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The epidemiology of obsessive-compulsive disorder in the National Comorbidity Survey Replication

Abstract

Despite significant advances in the study of obsessive-compulsive disorder (OCD), important questions remain about the disorder's public health significance, appropriate diagnostic classification, and clinical heterogeneity. These issues were explored using data from the National Comorbidity Survey Replication, a nationally representative survey of US adults. A subsample of 2073 respondents was assessed for lifetime Diagnostic and Statistical Manual of Mental Disorders, 4th edn (DSM-IV) OCD. More than one quarter of respondents reported experiencing obsessions or compulsions at some time in their lives. While conditional probability of OCD was strongly associated with the number of obsessions and compulsions reported, only small proportions of respondents met full DSM-IV criteria for lifetime (2.3%) or 12-month (1.2%) OCD. OCD is associated with substantial comorbidity, not only with anxiety and mood disorders but also with impulse-control and substance use disorders. Severity of OCD, assessed by an adapted version of the Yale–Brown Obsessive Compulsive Scale, is associated with poor insight, high comorbidity, high role impairment, and high probability of seeking treatment. The high prevalence of subthreshold OCD symptoms may help explain past inconsistencies in prevalence estimates across surveys and suggests that the public health burden of OCD may be greater than its low prevalence implies. Evidence of a preponderance of early onset cases in men, high comorbidity with a wide range of disorders, and reliable associations between disorder severity and key outcomes may have implications for how OCD is classified in DSM-V.

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Acknowledgements

Preparation of this article was supported by National Institute of Mental Health (NIMH) Career Development Award K01-MH076162 to AM Ruscio. DJ Stein is supported by the Medical Research Council of South Africa. The National Comorbidity Survey Replication (NCS-R) is supported by NIMH (U01-MH60220) with supplemental support from the National Institute on Drug Abuse (NIDA), the Substance Abuse and Mental Health Services Administration (SAMHSA), the Robert Wood Johnson Foundation (RWJF; Grant 044780), and the John W Alden Trust. Collaborating NCS-R investigators include Ronald C Kessler (Principal Investigator, Harvard Medical School), Kathleen Merikangas (Co-Principal Investigator, NIMH), James Anthony (Michigan State University), William Eaton (The Johns Hopkins University), Meyer Glantz (NIDA), Doreen Koretz (Harvard University), Jane McLeod (Indiana University), Mark Olfson (New York State Psychiatric Institute, College of Physicians and Surgeons of Columbia University), Harold Pincus (University of Pittsburgh), Greg Simon (Group Health Cooperative), Michael Von Korff (Group Health Cooperative), Philip Wang (Harvard Medical School), Kenneth Wells (UCLA), Elaine Wethington (Cornell University) and Hans-Ulrich Wittchen (Max Planck Institute of Psychiatry; Technical University of Dresden). The views and opinions expressed in this report are those of the authors and should not be construed to represent the views of any of the sponsoring organizations, agencies or US Government. A complete list of NCS publications and the full text of all NCS-R instruments can be found at http://www.hcp.med.harvard.edu/ncs. Send correspondence to ncs@hcp.med.harvard.edu.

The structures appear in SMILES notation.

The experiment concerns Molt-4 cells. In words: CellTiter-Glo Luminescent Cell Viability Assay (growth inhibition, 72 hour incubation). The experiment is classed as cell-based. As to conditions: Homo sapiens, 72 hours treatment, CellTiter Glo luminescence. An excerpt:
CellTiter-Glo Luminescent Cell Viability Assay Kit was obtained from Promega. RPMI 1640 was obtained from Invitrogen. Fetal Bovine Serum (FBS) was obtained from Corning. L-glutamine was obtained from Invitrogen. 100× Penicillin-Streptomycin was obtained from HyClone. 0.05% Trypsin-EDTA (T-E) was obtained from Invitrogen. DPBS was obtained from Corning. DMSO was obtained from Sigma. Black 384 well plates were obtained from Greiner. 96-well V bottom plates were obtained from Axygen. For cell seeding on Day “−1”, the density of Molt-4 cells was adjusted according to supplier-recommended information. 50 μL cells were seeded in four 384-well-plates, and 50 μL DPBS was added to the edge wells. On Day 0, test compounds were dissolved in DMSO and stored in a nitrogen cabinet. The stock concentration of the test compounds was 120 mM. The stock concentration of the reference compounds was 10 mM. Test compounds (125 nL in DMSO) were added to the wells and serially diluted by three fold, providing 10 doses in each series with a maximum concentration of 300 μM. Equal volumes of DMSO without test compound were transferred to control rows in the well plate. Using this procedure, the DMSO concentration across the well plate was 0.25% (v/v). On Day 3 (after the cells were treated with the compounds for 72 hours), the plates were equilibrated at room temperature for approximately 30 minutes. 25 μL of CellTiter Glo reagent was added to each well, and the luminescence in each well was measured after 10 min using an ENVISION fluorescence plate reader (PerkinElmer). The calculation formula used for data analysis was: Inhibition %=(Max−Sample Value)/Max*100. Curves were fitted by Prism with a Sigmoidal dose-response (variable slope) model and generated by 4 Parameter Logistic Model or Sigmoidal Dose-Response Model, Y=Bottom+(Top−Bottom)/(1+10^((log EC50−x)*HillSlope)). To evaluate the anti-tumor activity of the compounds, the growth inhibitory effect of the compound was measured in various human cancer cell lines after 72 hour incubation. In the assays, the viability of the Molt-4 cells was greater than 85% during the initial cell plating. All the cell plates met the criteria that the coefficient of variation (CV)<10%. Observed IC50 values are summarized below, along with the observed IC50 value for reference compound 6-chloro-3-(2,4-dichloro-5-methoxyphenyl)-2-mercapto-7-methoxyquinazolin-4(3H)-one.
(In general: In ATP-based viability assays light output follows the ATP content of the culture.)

The NCS-R is carried out in conjunction with the World Health Organization World Mental Health (WMH) Survey Initiative. We thank the staff of the WMH Data Collection and Data Analysis Coordination Centers for assistance with instrumentation, fieldwork and consultation on data analysis. These activities were supported by the National Institute of Mental Health (R01 MH070884), the John D and Catherine T MacArthur Foundation, the Pfizer Foundation, the US Public Health Service (R13-MH066849, R01-MH069864 and R01 DA016558), the Fogarty International Center (FIRCA R03-TW006481), the Pan American Health Organization, Eli Lilly and Company, Ortho-McNeil Pharmaceutical Inc., Glaxo SmithKline and Bristol-Myers Squibb. A complete list of WMH publications can be found at http://www.hcp.med.harvard.edu/wmh/.

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Ruscio, A., Stein, D., Chiu, W. et al. The epidemiology of obsessive-compulsive disorder in the National Comorbidity Survey Replication. Mol Psychiatry 15, 53–63 (2010). https://doi.org/10.1038/mp.2008.94

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  • DOI: https://doi.org/10.1038/mp.2008.94

Keywords

  • epidemiology
  • obsessive behavior
  • compulsive behavior
  • obsessive-compulsive disorder
  • National Comorbidity Survey Replication

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